- The cryptocurrency hit a high of $8,011 on Coinbase and remained above the $7,500 level in Thursday morning trading.
- The sudden jump in bitcoin prices forces traders who had bet against the cryptocurrency to buy back into the market.
- "Once [bitcoin] broke higher, shorts were squeezed and forced to cover," says Brian Kelly, CNBC contributor and head of BKCM, which runs a digital assets strategy for clients.
Bitcoin surged Thursday more than 17 percent in a sudden move to above $8,000 at one point, according to trading on Coinbase.
The cryptocurrency hit a high of $8,011 on Coinbase.
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Trading was volatile and bitcoin was about 11.5 percent higher over the last 24 hours near $7,700 as of 3:31 p.m. ET, according to Coinbase. Bitcoin leaped from a low of $6,786 Thursday morning and some traders are watching whether it can hold above $7,500.
The sudden jump forced traders who had bet against the cryptocurrency to buy back into the market.
"Once [bitcoin] broke higher, shorts were squeezed and forced to cover," said Brian Kelly, CNBC contributor and head of BKCM, which runs a digital assets strategy for clients.
"The ratio of short margin trades versus longs has been increasing recently," said Nick Kirk, quantitative developer and data scientist at Cypher Capital, a cryptocurrency trading firm. "Buying volume ticked up today and a lot of these short trades got liquidated, helping fuel the rally."
Bitcoin surged above $19,000 in December, a gain of 2,000 percent over the previous 12 months. But the cryptocurrency has since lost roughly two-thirds of its value given worries about regulatory crackdowns and tax-related selling ahead of the U.S. tax deadline on April 17.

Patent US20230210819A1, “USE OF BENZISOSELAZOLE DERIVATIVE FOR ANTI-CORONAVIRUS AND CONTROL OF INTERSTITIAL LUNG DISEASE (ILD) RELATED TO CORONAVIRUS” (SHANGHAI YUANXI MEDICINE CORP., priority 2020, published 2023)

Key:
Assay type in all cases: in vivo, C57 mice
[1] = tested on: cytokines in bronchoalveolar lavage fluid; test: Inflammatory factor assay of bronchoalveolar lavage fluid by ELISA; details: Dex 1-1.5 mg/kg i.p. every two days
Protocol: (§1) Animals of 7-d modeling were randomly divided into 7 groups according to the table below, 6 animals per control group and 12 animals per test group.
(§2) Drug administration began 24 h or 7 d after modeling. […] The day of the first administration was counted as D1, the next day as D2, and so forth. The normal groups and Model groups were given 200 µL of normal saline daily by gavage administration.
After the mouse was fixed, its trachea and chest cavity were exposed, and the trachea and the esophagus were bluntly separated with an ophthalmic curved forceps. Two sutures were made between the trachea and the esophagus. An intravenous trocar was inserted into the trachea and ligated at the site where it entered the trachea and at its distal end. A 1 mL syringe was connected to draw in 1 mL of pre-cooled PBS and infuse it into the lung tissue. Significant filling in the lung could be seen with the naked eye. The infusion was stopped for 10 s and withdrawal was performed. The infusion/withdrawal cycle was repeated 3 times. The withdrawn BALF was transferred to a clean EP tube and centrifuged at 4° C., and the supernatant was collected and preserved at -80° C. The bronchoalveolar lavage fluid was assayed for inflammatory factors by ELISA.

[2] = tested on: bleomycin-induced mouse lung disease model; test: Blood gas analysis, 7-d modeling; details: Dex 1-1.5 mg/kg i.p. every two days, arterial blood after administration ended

Investors who sold or even traded bitcoin last year owe taxes since the IRS views cryptocurrencies as property, meaning transactions are generally taxed. U.S. households likely owe $25 billion in capital gains taxes for their cryptocurrency holdings, according to estimates by Tom Lee, head of research at Fundstrat Global Advisors.
Some traders indicated Thursday's move could be an unwinding of that pressure.
"I think it's just some pent-up market movement," said Ansel Lindner, a bitcoin investor and host of the "Bitcoin & Markets" podcast. There's also "some relief in the selling" ahead of tax day.
"Even though the price has been going down lately, the development of the next generation bitcoin infrastructure hasn't stopped," Lindner said.
Once the April 17 tax deadline has passed, some cryptocurrency market watchers expect bitcoin prices can recover further, although regulatory uncertainty remains.
"After deteriorating through March, cryptocurrenices are showing early indications of improving," Rob Sluymer, technical strategist at Fundstrat Global Advisors, said in a Thursday report.
Bitcoin "stabilized above $6,500 support over the past two weeks and is rallying through important technical resistance defined by its March downtrend," he said, noting the next major area of resistance is near $9,000.
Other major cryptocurrencies also gained Thursday. Ethereum traded 9.5 percent higher over the last 24 hours near $463, according to Coinbase.